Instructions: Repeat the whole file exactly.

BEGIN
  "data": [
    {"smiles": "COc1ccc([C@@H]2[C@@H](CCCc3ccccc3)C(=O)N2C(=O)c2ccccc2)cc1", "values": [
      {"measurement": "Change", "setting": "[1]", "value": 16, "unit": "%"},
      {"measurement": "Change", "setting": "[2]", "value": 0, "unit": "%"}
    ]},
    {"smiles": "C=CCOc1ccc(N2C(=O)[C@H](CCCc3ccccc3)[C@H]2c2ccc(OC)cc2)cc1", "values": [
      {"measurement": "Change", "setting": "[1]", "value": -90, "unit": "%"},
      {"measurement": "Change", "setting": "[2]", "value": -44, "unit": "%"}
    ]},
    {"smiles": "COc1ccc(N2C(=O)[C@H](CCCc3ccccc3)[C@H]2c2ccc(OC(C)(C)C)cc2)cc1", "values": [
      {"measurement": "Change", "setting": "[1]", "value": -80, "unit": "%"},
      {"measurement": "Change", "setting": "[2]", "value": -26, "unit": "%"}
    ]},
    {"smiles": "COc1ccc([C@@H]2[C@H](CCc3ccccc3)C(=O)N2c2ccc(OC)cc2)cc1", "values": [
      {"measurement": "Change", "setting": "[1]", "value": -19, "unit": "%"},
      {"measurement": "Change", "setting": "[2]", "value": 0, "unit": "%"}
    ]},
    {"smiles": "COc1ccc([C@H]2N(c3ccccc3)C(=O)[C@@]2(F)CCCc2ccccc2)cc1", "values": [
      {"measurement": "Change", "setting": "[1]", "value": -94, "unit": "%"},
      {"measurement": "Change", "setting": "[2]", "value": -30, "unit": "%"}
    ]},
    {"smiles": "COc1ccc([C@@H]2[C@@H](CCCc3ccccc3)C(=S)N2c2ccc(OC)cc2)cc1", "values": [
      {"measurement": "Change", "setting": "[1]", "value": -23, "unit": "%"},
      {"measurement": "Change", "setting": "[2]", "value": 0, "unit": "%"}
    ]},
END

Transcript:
  "data": [
    {"smiles": "COc1ccc([C@@H]2[C@@H](CCCc3ccccc3)C(=O)N2C(=O)c2ccccc2)cc1", "values": [
      {"measurement": "Change", "setting": "[1]", "value": 16, "unit": "%"},
      {"measurement": "Change", "setting": "[2]", "value": 0, "unit": "%"}
    ]},
    {"smiles": "C=CCOc1ccc(N2C(=O)[C@H](CCCc3ccccc3)[C@H]2c2ccc(OC)cc2)cc1", "values": [
      {"measurement": "Change", "setting": "[1]", "value": -90, "unit": "%"},
      {"measurement": "Change", "setting": "[2]", "value": -44, "unit": "%"}
    ]},
    {"smiles": "COc1ccc(N2C(=O)[C@H](CCCc3ccccc3)[C@H]2c2ccc(OC(C)(C)C)cc2)cc1", "values": [
      {"measurement": "Change", "setting": "[1]", "value": -80, "unit": "%"},
      {"measurement": "Change", "setting": "[2]", "value": -26, "unit": "%"}
    ]},
    {"smiles": "COc1ccc([C@@H]2[C@H](CCc3ccccc3)C(=O)N2c2ccc(OC)cc2)cc1", "values": [
      {"measurement": "Change", "setting": "[1]", "value": -19, "unit": "%"},
      {"measurement": "Change", "setting": "[2]", "value": 0, "unit": "%"}
    ]},
    {"smiles": "COc1ccc([C@H]2N(c3ccccc3)C(=O)[C@@]2(F)CCCc2ccccc2)cc1", "values": [
      {"measurement": "Change", "setting": "[1]", "value": -94, "unit": "%"},
      {"measurement": "Change", "setting": "[2]", "value": -30, "unit": "%"}
    ]},
    {"smiles": "COc1ccc([C@@H]2[C@@H](CCCc3ccccc3)C(=S)N2c2ccc(OC)cc2)cc1", "values": [
      {"measurement": "Change", "setting": "[1]", "value": -23, "unit": "%"},
      {"measurement": "Change", "setting": "[2]", "value": 0, "unit": "%"}
    ]},